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Rail Around Birmingham
& the West Midlands

Rail Around Birmingham & the West Midlands

 

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Severn Valley Railway loco plate
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Severn Valley Railway


Severn Valley Railway map
(Click on the map to navigate to Severn Valley Railway station pages)

It was not my original intention when planning this site to include the Severn Valley Railway as my primary concern was with the changing face of 'public' railways in the region of study and not on an unnatural 'time capsule' of railway history. However, as the site has grown I decided to take a look at the Severn Valley Railway afresh and decided it would be a useful addition to this site.

The railway itself was an independent concern opening in 1862 only to be absorbed some ten years later by the GWR. It originally ran between Hartlebury (originally known as Hartlebury Junction when the Severn Valley Railway branched off the OWWR/GWR line there) and Shrewsbury. Full passenger services were withdrawn in 1963 although a limited service operated as late as 1969 between Bewdley and Kidderminster.

The Severn Valley Railway, however, has survived due to the efforts of enthusiasts who purchased a significant part of the route in stages from 1967 onwards with the first passenger services being run in 1970. The railway is still a work-in-progress with the section from Bewdley to Kidderminster only being reopened in 1984 (interestingly, that section was originally completed some time after the rest of the line). The railway operates throughout the year as a passenger service with largely steam hauled trains. However, classic diesel locos can also be seen regularly as well as 'visiting' locos. In addition, special events are held throughout the year. However, not all the original Stations/halts have been reopened on the line: Foley Park Halt, Rifle Range Halt and Eardington station have not, although in the case of the latter the structure is preserved and sees occasional use, been taken-on by the Severn Valley Railway for passenger services. Furthermore, the preserved Severn Valley Railway now only covers part of the original line between Kidderminster and Bridgnorth.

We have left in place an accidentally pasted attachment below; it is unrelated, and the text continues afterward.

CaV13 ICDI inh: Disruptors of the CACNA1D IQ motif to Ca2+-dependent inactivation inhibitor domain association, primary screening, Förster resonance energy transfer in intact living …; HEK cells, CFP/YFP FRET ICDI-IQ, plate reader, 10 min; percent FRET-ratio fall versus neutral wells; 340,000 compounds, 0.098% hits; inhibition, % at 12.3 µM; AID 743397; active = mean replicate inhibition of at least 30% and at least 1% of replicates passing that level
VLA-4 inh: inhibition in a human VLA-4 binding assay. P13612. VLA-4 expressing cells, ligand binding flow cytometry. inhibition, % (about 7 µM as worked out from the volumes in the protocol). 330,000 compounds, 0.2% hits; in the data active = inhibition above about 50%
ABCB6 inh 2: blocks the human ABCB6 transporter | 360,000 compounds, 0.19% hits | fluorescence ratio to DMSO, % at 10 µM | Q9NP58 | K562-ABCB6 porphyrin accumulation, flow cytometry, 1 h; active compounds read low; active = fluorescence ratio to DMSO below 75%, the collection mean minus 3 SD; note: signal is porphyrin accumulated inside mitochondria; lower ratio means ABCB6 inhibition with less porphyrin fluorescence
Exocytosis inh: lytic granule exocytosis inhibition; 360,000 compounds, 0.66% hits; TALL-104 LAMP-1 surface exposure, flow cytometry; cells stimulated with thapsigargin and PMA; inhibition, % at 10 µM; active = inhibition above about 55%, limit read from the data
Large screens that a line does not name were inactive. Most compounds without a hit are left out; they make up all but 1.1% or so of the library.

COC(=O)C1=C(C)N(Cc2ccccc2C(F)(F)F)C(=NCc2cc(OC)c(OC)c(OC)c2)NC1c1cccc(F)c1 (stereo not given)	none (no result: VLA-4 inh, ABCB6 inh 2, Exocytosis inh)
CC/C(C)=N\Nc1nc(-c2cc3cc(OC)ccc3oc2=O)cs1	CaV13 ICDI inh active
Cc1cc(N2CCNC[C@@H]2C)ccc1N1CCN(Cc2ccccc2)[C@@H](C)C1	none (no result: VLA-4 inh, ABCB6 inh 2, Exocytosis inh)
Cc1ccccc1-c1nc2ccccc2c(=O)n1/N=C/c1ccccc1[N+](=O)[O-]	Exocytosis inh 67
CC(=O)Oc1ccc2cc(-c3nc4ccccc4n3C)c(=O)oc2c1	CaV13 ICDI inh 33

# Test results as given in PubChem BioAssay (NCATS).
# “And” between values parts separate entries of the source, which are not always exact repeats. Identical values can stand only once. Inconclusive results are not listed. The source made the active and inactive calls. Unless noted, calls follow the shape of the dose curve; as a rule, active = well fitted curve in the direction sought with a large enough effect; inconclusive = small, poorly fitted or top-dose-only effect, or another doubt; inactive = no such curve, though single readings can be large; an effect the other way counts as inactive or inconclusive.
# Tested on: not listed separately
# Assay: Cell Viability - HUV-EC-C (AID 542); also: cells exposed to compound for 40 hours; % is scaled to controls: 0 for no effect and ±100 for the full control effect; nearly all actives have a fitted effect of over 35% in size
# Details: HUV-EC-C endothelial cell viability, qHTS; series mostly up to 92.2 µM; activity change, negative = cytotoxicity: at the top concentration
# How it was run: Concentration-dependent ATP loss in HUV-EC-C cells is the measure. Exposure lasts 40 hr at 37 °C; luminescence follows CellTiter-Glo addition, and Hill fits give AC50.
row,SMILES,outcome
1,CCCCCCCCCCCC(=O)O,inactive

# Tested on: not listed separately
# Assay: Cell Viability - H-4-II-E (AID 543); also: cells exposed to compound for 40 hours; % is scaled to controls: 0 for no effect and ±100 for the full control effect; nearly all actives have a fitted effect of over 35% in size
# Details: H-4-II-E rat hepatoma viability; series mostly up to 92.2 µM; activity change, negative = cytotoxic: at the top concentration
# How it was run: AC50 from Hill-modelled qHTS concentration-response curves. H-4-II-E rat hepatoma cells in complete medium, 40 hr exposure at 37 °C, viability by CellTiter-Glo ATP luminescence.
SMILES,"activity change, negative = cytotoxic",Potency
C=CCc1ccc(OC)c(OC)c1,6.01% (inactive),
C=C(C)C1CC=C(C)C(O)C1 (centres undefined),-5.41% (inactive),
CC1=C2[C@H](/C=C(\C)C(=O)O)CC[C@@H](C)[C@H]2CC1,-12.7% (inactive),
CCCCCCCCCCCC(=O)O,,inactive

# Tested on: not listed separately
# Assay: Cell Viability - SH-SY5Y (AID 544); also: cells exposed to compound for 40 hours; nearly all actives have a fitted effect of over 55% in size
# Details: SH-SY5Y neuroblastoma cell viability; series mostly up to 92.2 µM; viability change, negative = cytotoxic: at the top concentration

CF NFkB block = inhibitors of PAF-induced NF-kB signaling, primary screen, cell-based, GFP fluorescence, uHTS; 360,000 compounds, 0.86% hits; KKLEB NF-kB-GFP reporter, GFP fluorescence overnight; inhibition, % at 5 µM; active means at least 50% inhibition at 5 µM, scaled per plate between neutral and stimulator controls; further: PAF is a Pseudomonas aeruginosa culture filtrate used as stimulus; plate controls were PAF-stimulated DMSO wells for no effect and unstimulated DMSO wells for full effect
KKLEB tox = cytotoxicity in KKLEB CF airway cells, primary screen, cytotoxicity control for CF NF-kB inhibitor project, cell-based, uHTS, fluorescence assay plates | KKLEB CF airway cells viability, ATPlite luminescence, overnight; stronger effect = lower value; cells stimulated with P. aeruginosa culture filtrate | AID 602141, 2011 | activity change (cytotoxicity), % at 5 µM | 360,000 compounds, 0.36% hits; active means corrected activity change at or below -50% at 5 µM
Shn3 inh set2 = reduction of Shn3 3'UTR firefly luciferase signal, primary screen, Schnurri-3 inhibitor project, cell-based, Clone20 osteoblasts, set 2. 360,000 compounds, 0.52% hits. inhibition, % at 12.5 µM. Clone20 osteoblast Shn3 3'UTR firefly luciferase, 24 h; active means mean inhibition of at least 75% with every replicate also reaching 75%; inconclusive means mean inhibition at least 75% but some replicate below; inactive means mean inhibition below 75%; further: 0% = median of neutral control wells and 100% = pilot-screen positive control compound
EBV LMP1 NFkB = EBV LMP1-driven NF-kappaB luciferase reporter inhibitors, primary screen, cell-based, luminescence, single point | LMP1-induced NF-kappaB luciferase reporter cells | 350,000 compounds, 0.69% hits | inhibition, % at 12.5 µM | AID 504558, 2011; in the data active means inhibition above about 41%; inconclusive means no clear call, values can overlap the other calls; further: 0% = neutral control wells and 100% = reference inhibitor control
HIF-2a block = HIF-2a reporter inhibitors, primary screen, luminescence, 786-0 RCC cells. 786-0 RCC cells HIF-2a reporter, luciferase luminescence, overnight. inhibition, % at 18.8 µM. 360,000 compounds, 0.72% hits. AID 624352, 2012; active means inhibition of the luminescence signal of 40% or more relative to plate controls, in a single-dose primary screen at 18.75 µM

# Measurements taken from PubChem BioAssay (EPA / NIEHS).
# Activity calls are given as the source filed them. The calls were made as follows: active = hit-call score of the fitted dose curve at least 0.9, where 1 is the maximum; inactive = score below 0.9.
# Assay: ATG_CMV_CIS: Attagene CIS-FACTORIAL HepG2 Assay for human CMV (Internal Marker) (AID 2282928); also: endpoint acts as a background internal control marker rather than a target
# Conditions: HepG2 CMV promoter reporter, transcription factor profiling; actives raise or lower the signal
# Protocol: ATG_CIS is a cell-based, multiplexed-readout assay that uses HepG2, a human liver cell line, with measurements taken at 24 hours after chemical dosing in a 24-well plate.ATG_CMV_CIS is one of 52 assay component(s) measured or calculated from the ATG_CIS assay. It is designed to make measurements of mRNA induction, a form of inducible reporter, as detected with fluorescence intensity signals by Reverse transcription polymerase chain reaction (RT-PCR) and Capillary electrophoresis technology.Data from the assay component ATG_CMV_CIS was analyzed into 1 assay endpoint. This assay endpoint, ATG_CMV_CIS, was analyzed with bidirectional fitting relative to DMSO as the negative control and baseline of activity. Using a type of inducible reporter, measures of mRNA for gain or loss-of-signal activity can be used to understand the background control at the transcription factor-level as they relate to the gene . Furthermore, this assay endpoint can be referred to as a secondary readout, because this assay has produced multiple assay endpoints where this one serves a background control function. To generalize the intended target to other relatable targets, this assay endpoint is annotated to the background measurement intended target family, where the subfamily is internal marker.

The most striking thing about the railway, as far as I am concerned, is the attention to detail paid to each station. The fixtures, fittings, and in some cases structures, have been obtained from sources throughout the country so the railway is not a true reflection of the line as it was during its heyday, but it offers a fantastic opportunity to get the 'feel' of the bygone steam era and I would highly recommend a visit (or two!). For more detailed information, check out the Severn Valley Railway's website here.


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